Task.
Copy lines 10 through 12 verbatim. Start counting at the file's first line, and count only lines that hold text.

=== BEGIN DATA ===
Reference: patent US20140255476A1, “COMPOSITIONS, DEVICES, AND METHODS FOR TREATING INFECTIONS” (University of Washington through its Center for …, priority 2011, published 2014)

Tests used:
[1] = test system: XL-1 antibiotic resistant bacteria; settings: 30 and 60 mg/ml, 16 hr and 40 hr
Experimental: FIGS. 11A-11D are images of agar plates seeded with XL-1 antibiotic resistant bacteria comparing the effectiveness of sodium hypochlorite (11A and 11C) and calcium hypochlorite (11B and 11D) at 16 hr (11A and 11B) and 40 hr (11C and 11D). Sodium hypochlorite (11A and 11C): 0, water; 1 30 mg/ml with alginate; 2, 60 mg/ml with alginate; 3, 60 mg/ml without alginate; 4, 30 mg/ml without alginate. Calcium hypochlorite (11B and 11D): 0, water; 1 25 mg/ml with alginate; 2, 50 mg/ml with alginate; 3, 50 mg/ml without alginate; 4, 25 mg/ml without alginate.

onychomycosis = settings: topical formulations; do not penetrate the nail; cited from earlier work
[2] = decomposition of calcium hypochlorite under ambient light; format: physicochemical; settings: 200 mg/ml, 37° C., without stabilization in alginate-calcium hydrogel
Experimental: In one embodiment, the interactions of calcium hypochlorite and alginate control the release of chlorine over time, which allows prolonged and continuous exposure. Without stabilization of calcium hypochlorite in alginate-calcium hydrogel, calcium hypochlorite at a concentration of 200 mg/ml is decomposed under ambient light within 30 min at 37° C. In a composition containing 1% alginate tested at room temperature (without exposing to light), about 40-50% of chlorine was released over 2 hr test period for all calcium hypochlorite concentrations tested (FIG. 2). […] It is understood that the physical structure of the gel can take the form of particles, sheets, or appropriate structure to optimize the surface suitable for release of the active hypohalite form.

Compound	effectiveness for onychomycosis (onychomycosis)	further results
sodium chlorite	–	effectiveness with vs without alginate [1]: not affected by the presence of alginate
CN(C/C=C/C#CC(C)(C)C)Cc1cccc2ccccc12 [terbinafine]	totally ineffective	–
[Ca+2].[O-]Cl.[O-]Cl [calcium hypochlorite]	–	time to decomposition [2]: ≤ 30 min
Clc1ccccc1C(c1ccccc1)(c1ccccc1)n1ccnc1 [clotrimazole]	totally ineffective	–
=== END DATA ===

CN(C/C=C/C#CC(C)(C)C)Cc1cccc2ccccc12 [terbinafine]	totally ineffective	–
[Ca+2].[O-]Cl.[O-]Cl [calcium hypochlorite]	–	time to decomposition [2]: ≤ 30 min
Clc1ccccc1C(c1ccccc1)(c1ccccc1)n1ccnc1 [clotrimazole]	totally ineffective	–